Local businesses say the recovery of deepwater offshore drilling has created an upswing in local shipbuilding and offshore service businesses.
But while business is recovering from the moratorium, there are still problems with new oil and gas industry regulations enacted after the Deepwater Horizon spill. The continuing regulatory issues have led to decreased federal revenue, fewer active rigs in the Gulf and lower forecasts of future production from the Gulf of Mexico, according to a report released last week by the Thibodaux-based Gulf Economic Survival Team.
Loren Scott, professor emeritus at LSU’s E.J. Ourso College of Business, laid out his forecast for the oil and gas industry in the state at a meeting of the South Central Industrial Association meeting in Houma last month.
Scott predicted the Gulf’s deepwater petroleum production should be completely recovered by the middle of next year.
Scott noted that 169 drill permits were approved in 2009, with 33 deep water rigs operational. Through the first quarter of this year, 44 permits had been approved. There are 24 rigs online with nine drill ship and semi-submersibles coming soon.
All that is good news for local offshore service businesses and shipbuilding companies, he said.
Robert Socha, a spokesman for Bollinger Shipyards, said the company has up to 10 years of work lined up for projects at one of its shipyards, and the company is hiring qualified workers.
The shipyard works in new construction, and has projects to build U.S. Coast Guard boats, tugboats and supply boats for the oil and gas industry. It also works in repair and conversion of vessels, which will “have the most opportunities” with business picking up, he said.
He said projects related to new deepwater drilling projects have already affected the market, and there’s a shortage of certain types of boats that are in demand for deepwater drilling.
“The industry is going to gain from that,” he said.
Chett Chaisson, director of Port Fourchon, said the port is experiencing an uptick in business because of recovering deepwater drilling business. It is nearing the level of business it saw before the ban on deepwater drilling, he said.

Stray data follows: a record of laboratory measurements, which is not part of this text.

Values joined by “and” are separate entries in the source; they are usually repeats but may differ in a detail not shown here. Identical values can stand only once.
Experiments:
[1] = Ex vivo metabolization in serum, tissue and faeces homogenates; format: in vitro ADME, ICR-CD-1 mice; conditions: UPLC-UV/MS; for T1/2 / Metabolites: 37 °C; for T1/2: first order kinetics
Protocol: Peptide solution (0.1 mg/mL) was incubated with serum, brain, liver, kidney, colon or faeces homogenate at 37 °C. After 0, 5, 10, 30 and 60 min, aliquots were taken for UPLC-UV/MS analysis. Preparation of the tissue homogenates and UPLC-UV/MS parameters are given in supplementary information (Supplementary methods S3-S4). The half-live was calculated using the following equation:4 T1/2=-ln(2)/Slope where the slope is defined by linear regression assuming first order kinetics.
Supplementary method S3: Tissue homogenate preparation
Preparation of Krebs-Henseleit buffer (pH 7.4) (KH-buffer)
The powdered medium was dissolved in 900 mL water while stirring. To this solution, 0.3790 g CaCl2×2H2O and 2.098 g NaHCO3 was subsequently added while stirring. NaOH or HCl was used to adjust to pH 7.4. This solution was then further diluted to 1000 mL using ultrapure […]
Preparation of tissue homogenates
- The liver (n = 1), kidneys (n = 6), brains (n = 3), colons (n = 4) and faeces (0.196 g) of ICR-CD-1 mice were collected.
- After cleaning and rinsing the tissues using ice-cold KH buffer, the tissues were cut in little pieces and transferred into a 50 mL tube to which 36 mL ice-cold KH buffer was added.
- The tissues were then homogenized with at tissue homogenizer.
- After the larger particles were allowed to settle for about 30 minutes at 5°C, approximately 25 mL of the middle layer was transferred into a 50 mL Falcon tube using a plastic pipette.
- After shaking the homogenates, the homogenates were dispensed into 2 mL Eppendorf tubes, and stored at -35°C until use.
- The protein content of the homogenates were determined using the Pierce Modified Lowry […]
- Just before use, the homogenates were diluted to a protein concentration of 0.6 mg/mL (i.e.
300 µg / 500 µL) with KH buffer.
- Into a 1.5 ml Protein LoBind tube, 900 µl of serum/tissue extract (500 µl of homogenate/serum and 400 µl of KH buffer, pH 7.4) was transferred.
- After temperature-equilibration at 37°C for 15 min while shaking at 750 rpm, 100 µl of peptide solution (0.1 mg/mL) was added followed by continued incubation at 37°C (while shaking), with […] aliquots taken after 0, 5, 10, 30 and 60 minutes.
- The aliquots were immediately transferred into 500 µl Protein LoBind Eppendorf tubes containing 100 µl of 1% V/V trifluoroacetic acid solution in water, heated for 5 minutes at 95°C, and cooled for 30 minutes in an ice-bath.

There’s been an increased interest in port property to service and support deepwater activity, and companies looking to develop new facilities and significantly invest in the port.
A lot of that activity is because of the culmination of a year and half worth of drilling permits beginning to be issued and work getting under way, Chaisson said.
But the process to issue drilling permits is still slow and onerous, he said.
Lori LeBlanc, executive director of the Gulf Economic Survival Team, which was formed after the offshore drilling ban to lobby for local industry, said that the industry outlook is optimistic compared to where it’s been at since the oil spill and drilling moratorium, but there are still problems.
The group’s new report was conducted by Southern Methodist University researchers examining the fallout of new regulations on the oil and gas industry.
“It’s important to break down these numbers” relating to rig counts and permits, LeBlanc said.
For example, prior to the deep‐water moratorium, there was an average of 27 “active” rigs in the Gulf, rigs currently engaged in drilling-related activities as opposed to maintenance or other activities. But May 1, there were only 18 active rigs in the Gulf.
Offshore lease sale revenue has also dwindled. In 2008, $9.4 billion was generated in new offshore lease bids. That dropped to $979 million in 2010, and $36 million in 2011, with only one lease sale held the entire year.
In addition, the average number of days to have a drilling plan approved by federal officials has risen from 50 days to 207 days. And while the administration approved 94 permits for wells in March, only 32 of those covered new wells permitted to reach oil and gas.
In addition, many companies aren’t getting the permits they need to keep working and move from job to job.
“The industry needs predictability and stability,” LeBlanc said. “Things are happening, ... but it isn’t where it should be or it needs to be.”
Nikki Buskey can be reached at 857-2205 or email@example.com.